Friday, August 8, 2008

PS 75-53: Comparing methods for estimating growth curves in a critically endangered mussel

Philip Iffland Jr.1, Todd D. Levine1, M. Henry H. Stevens1, Alan D. Christian2, Brian K. Lang3, and David J. Berg1. (1) Miami University, (2) University of Massachusetts-Boston, (3) New Mexico Department of Game and Fish


A common method for determining age structures of freshwater mussel populations is the use of external rings. However, some evidence suggests these rings may be produced at different rates by various species of mussels. More reliable methods for examining the age structure of freshwater mussel populations include the use of internal shell rings. Such data are not readily available because the mussel must be killed to observe them. Finally, observed growth increments have been used to estimate models of growth and length-at-age. To understand length-at-age relationships in freshwater mussels, we examined the ring structure of a critically endangered freshwater mussel species, Popenaias popeii. We collected individuals from three sites in the Black River, Eddy County, NM. We conducted surveys between 1997 and 2007, marking individuals and measuring their lengths, annually. We placed mussels in a shallow aquarium and photographed them using tagged image file format (TIFF) with a size standard. Using Image J, we measured the total length and the width of each growth ring. We compared length-at-age curves calculated from photographed growth increments of external rings with those calculated from Ford-Walford plots and internal rings of dead individuals to determine the efficacy of using external rings to estimate age.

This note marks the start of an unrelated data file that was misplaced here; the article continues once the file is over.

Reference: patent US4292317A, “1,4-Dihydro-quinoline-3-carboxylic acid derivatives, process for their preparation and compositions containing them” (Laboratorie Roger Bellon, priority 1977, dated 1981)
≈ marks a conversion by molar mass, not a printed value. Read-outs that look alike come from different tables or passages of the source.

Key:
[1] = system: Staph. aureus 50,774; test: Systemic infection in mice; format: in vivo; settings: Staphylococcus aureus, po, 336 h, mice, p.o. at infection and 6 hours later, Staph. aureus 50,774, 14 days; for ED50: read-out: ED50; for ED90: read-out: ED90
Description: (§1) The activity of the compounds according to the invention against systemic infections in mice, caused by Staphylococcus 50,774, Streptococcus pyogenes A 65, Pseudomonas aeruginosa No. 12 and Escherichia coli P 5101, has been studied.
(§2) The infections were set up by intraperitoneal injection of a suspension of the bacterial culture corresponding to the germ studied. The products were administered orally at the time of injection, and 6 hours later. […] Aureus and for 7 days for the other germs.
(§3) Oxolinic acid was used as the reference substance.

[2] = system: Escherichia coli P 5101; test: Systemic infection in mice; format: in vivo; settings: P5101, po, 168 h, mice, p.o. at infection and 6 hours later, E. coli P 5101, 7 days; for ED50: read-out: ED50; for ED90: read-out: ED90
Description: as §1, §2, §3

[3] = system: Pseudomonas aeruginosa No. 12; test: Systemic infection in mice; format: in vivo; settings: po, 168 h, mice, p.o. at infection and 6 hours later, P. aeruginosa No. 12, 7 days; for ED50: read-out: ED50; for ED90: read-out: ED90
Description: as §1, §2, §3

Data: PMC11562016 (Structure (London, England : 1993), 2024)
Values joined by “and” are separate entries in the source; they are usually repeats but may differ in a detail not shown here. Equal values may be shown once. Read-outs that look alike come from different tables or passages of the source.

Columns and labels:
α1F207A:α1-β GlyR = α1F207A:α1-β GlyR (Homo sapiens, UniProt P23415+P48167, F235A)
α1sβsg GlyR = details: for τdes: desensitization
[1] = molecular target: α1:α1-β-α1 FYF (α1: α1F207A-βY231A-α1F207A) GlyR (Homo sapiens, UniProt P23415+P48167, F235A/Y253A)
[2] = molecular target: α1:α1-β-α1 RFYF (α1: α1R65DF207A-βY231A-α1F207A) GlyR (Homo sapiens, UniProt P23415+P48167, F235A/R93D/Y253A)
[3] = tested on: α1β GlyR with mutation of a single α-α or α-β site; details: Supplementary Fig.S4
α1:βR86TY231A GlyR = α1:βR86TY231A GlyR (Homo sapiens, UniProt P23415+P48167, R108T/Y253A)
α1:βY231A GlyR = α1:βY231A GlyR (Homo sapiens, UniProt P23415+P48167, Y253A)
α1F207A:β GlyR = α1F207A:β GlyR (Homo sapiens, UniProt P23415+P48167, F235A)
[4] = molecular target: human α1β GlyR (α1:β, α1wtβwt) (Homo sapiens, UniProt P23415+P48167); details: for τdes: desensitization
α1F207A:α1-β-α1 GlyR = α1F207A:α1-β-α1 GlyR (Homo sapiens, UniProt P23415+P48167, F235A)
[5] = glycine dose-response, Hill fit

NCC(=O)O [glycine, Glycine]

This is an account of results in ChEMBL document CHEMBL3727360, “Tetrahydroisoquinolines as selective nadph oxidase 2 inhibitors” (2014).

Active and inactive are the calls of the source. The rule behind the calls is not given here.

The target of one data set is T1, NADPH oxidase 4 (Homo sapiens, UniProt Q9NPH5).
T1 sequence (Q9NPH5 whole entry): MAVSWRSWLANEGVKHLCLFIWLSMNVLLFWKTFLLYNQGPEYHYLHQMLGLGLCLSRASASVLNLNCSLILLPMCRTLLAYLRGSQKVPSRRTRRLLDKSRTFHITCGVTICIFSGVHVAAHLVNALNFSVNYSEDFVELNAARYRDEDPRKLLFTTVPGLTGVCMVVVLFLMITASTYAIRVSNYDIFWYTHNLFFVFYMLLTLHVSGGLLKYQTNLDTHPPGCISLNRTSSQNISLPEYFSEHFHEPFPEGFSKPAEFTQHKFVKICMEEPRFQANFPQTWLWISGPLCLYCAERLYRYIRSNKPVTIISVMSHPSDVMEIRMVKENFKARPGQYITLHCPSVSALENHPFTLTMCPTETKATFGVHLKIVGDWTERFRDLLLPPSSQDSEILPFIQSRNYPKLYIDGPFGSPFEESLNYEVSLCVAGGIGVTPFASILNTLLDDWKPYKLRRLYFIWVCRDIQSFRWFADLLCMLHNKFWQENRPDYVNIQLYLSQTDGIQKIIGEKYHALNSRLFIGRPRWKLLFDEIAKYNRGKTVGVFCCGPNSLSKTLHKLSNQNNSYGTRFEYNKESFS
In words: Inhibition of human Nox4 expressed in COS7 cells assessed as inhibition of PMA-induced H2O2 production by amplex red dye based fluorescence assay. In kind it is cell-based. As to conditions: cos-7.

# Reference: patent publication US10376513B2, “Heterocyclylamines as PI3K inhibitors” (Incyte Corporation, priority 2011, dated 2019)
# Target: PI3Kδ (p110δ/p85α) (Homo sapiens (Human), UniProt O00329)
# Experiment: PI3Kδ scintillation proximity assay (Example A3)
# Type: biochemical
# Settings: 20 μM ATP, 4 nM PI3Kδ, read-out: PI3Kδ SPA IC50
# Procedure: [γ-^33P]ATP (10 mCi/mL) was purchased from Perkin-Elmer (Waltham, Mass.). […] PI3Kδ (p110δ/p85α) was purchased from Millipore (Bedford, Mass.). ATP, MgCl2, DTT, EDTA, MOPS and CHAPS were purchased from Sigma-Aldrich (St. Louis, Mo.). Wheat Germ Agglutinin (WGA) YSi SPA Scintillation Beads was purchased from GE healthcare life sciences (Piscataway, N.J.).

The estimated maximum length for mussels was 96.78, 98.34 and 98.62 mm using Ford-Walford, external, and internal rings, respectively. All models had a strong inflection point at approximately 9 years, indicating a marked difference in growth rate before and after this age. Because growth rate is strongly non-linear, it may be inappropriate to use Ford-Walford relationships to parameterize length-at-age models in this species, because this method estimates growth parameters by comparing length at one year against length at a subsequent year. However, the estimates produced using this method are concordant with the other methods used. We also compared the width of the outermost observable rings with the observed growth increments, but found no relationship. The lack of a relationship between these measurements is likely due to a change in growth rates that prevents easy identification of rings in the larger individuals. This study suggests that for sensitive species or in cases where large numbers of dead individuals are not available, external annuli may produce estimates that are similar to those from more labor-intensive methods.